“Anyone with ADHD can train their mind to control the incredible energy people with ADHD have,” said Kreek, who describes himself as a high energy child who had trouble concentrating. “I found rowing to be an outlet to control my ADHD."

Sunday, October 25, 2009

Breaking things down

As the demands of the school curriculum increase with age, so does the homework. For children with written output problems this is enormously stressful. It is enormously stressful for parents also. Trying to keep the child focused and in the chair is the first challenge.

I am continually working on finding strategies to make homework less onerous. One thing is to break everything down into clear stages. Thus:

Type the first question on the computer screen. Allow the child to answer that single question.

Then move to the next one.

Don't try to copy out worksheets onto the screen and have the child fill them up. The sight of words overwhelms these children. Think of it like covering information with an A4 sheet in the book.

Another thing which exasperates these children is the concept of the length of time homework will take because of writing impediments. Therefore explain they need only consider the question they are on.

Continually find ways to break down large tasks. The work or task must feel manageable of the child's interest will fail and they will absolutely downtool.

Another challenge is their tendency to do the reverse and zoom through everything, half doing it, just to be finished. They produce inferior work that does not reflect their capabilities.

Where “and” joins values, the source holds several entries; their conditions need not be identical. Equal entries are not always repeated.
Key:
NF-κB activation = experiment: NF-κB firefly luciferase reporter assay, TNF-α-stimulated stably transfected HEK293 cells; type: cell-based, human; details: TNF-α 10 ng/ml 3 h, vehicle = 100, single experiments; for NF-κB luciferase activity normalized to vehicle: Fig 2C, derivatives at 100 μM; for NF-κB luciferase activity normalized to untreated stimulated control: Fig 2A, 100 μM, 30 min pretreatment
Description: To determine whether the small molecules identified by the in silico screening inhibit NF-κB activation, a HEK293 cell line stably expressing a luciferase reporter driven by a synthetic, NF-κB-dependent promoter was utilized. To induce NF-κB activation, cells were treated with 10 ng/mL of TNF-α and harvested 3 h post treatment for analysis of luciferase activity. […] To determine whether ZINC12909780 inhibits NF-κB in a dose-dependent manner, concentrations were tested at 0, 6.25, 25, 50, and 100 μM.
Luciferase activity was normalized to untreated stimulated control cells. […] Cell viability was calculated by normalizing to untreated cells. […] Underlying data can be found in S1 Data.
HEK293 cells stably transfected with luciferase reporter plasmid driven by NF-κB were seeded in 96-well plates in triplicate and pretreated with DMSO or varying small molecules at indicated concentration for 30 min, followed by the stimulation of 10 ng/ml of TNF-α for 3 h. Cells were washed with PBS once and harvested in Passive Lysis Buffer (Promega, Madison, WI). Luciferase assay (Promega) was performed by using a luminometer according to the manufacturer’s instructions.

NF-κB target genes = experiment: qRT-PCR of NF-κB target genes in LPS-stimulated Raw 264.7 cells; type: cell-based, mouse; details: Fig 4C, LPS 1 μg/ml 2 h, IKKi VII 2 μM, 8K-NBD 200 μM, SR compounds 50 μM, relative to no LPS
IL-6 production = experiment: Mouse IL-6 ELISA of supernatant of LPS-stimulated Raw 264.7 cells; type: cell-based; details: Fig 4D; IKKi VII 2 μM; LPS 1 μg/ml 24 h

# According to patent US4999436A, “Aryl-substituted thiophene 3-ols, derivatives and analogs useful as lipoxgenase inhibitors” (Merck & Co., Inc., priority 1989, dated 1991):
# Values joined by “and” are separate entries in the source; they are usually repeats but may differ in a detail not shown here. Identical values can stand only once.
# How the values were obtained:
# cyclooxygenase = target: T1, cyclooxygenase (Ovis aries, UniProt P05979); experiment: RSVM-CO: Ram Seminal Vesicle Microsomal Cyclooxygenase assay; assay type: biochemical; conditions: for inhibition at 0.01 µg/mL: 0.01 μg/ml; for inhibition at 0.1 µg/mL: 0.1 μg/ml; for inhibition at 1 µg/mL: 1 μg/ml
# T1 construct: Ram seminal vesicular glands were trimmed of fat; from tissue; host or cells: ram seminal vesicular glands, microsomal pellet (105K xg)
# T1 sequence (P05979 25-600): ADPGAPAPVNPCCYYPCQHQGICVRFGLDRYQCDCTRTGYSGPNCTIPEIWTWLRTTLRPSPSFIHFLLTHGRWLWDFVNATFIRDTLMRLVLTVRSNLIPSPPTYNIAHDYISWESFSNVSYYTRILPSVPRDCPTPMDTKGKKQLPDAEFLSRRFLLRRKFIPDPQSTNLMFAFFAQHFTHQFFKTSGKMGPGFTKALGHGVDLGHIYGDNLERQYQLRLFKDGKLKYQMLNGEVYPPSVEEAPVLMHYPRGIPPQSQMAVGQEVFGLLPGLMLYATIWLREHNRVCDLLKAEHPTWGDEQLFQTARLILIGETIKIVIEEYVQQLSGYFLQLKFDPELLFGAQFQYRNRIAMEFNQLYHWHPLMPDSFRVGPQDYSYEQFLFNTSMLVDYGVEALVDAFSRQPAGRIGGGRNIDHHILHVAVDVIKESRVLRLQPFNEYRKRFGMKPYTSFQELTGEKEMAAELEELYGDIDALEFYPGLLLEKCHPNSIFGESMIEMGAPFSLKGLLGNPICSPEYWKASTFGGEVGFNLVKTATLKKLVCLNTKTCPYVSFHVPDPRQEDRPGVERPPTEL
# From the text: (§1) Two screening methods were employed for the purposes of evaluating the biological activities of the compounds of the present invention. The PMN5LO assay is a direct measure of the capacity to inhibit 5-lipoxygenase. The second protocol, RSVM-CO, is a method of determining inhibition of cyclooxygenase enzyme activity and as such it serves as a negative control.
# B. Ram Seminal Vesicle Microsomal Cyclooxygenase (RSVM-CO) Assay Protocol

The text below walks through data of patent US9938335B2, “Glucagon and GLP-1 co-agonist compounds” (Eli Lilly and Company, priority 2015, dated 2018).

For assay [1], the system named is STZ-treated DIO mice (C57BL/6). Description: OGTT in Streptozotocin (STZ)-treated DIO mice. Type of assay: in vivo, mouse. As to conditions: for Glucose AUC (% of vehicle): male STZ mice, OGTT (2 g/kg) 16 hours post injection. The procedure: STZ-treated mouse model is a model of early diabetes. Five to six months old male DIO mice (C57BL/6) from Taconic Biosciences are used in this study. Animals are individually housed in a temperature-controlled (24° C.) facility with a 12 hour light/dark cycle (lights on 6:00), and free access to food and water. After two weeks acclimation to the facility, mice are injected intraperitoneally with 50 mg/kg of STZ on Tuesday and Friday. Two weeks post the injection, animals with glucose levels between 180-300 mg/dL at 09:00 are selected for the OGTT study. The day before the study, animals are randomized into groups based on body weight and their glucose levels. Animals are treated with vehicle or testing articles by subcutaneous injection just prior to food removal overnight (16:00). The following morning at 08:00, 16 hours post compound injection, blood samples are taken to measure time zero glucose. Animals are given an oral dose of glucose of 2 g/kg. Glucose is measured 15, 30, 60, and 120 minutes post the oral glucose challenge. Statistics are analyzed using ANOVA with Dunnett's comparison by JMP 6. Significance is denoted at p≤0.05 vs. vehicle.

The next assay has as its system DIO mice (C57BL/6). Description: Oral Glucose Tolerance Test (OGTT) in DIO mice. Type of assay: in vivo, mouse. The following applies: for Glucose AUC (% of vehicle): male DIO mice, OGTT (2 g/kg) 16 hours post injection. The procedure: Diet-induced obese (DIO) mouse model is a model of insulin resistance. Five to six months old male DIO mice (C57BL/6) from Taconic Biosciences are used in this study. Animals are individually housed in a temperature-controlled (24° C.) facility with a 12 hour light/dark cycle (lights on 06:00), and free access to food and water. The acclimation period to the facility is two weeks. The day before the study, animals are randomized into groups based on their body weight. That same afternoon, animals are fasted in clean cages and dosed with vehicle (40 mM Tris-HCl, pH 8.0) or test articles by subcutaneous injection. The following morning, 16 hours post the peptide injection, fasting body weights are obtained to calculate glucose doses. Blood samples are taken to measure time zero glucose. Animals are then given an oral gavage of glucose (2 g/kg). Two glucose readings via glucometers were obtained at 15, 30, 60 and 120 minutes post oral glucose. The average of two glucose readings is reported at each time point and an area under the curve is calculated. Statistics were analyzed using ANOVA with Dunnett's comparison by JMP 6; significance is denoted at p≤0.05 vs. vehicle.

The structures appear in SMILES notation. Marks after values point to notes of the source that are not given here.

Negotiate with the teacher around the work. See if you can get agreement on quality over volume.

When they really begin to openly despair. Scribe for them. Or offer to scribe some questions (scribe can also be typing).

The critical thing is to ensure your child has understood the concept especially if it's maths. They do not necessarily need to do 20 questions to prove they've understood it.

With social science seek audio and audio visual materials to enhance learning such as documentaries or recorded books or photography.

I am going to try to find some mind map templates to upload here.

I heartily recommend inspiration software for brainstorming. It's very child friendly. There are also some new open source options.

Another school year

As the stress of the school year is now is full swing it's time to share some reflections on the latest modifications.

We are now using a computer inclass for as much writing as possible. This relieves some stress and aides output. It is not a panacea because it doesn't overcome the issue of things like worksheets and sometimes my child can become frustrated with the computer.

It has allievated much stress though and I'd heartily recommend parents to embrace technology at their earliest opportunity.

The computer we are currently using is a Dell Inspiron 12 inch. The battery power is good, but the keyboard is irritating for larger, or normal sized adult hands. It works fine for a child, it works fine for us at the moment.

Personally I prefer Mac and think that some of the software on mac is excellent. I also think if children are going to work in an interface the best aesthetic experience enhances it and mac is superior in this way.

Battery life is something mac needs to improve.

Monday, August 10, 2009

Computers -- your feedback?

Please share your experiences with computers that you've purchased for children with writing problems. I'd like to compile some reviews of the kind of laptops that are particularly practical and useful for children.

There are increasing choices and possibilities with netbooks and lightweight laptops however parents need to chose sensibly because the small keyboards can produce drawbacks etc.

I will shortly be updating our experiences.

Computers are the main bridge to overcoming output problems as far as I can tell. The laptop has aided output considerably. There are still challenges... but it's hopeful.